School of Pharmacy

About:
Through collaborating with UCL School of pharmacy, ranking 7th on the world, Newgiza University utilizes existing UCL teaching and assessment resources, delivering the NGU program that produces distinctive NGU Pharmacists.

Mission:
The Bachelor of Pharmacy at NGU mission aims at graduating a scientifically literate, research-informed, patient-centered, and socially responsible professional who can serve the medical needs of individuals and communities both in Egypt and abroad.

Prof. Dr. Duncan Craig, Director UCL School of Pharmacy, talking about NGU collaboration with UCL

  • Organogram

  • Accreditation & academic collaboration

    Accreditation:
    Endorsed by Presidential Decree in April 2010, NGU initially focused on the launching of three main schools: Medicine, Pharmacy, and Dentistry.
    The university first opened its doors in 2016, and since then, its schools have been witnessing a continual growth including fields other than healthcare, until it became a truly multidisciplinary university. NGU’s ongoing collaborations with globally-ranked academic institutions further cemented its growing reputation as a professional institute of higher education.

    University College London (UCL):
    The academic collaboration between UCL and NGU was centered on NGU’s School of Health Sciences, enhancing NGU’s academic capabilities, as well as offering world-renowned undergraduate programs, providing both school and students with ample opportunities for development on an academic and personal levels.
    This collaboration ensured that the highest international standards in teaching and research are met at NGU, with highly qualified faculty members providing instruction and supervision, starting at first with three schools: School of Medicine in collaboration with UCL Medical School, School of Pharmacy in collaboration with UCL School of Pharmacy, and School of Dentistry in collaboration with UCL Eastman Dental Clinic.
    Being London’s ‘global university’, University College London (UCL) has a distinguished presence in Australia and Qatar, as well as partnerships around the world with a host of leading educational bodies, from Berkeley to Yale, and Peking University to the University of Sydney, UCL’s influence spans the globe, with such accreditations, it brought its worldwide expertise to NGU.
    Having Currently ranked 7th on the QS World University Rankings, and consistently placing in the Top 20 of various global university rankings, UCL is widely recognized for its research capabilities and contributions to scholarships and innovations. The university boasts 29 Nobel Prize winners and is the 2nd most cited university in Europe, as of 2016.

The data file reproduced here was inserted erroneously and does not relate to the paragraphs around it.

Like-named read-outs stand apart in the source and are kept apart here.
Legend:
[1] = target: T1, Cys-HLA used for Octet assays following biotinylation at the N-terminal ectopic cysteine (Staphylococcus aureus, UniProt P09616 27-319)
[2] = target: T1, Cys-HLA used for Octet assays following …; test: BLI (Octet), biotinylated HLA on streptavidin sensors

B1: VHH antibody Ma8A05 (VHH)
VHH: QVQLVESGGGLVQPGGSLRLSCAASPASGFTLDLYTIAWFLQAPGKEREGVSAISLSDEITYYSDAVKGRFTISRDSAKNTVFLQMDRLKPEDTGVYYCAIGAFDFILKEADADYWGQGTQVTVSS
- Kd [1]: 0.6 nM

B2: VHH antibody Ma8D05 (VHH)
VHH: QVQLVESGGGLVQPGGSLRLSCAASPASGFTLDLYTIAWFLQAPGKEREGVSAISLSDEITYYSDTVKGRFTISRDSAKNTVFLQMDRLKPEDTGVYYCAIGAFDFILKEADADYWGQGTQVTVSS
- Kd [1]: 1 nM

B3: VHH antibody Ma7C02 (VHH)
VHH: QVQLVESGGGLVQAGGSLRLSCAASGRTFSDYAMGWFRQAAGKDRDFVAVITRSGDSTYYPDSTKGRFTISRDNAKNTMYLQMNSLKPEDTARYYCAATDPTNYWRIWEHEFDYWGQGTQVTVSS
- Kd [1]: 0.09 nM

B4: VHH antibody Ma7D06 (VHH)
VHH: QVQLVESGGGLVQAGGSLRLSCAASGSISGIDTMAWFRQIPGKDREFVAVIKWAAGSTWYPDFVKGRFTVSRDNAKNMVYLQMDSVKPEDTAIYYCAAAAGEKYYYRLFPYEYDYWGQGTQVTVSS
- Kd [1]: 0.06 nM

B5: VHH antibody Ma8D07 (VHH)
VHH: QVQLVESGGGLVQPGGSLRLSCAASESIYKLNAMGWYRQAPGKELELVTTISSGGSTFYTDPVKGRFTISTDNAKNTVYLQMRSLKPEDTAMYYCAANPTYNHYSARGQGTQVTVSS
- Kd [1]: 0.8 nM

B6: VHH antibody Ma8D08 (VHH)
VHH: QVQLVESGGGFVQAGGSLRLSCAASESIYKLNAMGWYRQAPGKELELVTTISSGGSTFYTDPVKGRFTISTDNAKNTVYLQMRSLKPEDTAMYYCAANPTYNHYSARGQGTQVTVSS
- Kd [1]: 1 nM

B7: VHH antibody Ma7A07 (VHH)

Right at the heart of the Giza Plateau and within touching distance of the Great Pyramids, UCL’s professors, lecturers, and staff lead the brightest young minds forward towards successful careers in their chosen field. UCL focuses on personal development and intellectual growth through typically small class sizes maintaining a low staff to student ratio, in line with the tutorial-based teaching methods employed by UCL globally. Constant student engagement on both a scholarly and extra-curricular level ensured a heightened learning experience, spurring every student towards discovering their true potential and realizing NGU’s goal of achieving truly unbounded thinking.

  • Program Summary

    The Bachelor of Pharmacy BPharm is a five-academic-year program (10 semesters), including an Introductory Semester shared with other health education programs at NGU (Medicine and Dentistry).

  • Program Structure

    The program requires the completion of 198 credit units during five academic years, in addition to achieving direct contact hours in classrooms, small groups and practical classes, workplace-based learning in clinical placements, project work, self-paced learning delivered via the Virtual Learning Environment (VLE) and self-directed learning.

    The assessment approach has been designed alongside the curriculum that embraces the following key principles:
    a) Formative assessment: Students take formative tests throughout the modules running all through the program.
    b) Summative assessments: May take the form of written examinations, coursework, portfolio or reports (e.g. Elective) at the end of each semester.
    c) Practical/Objective: Structured Clinical Examinations (P/OSCEs)

    MODULES:
    Year 1: Semester 1: Introductory module
    Semester 1: Introductory module (IM 1.1.1)
    Includes underpinning basic sciences, basic communication skills, English language skills, in addition to orientation for a career in healthcare.
    Year 1: Semester 2:
    PHAR101: The role of pharmacists in health care
    Introduces students to their future role as pharmacists and to the current and evolving pharmacy profession. A “Top 25” drug list is introduced.
    PHAR102: Body systems and therapeutics 1.
    Provides a solid foundation of the biological sciences that underpin the clinical therapeutic uses of a drug, also introducing and discussing cell biology and biochemistry, cell and organ system function, whole body physiology and pharmacology.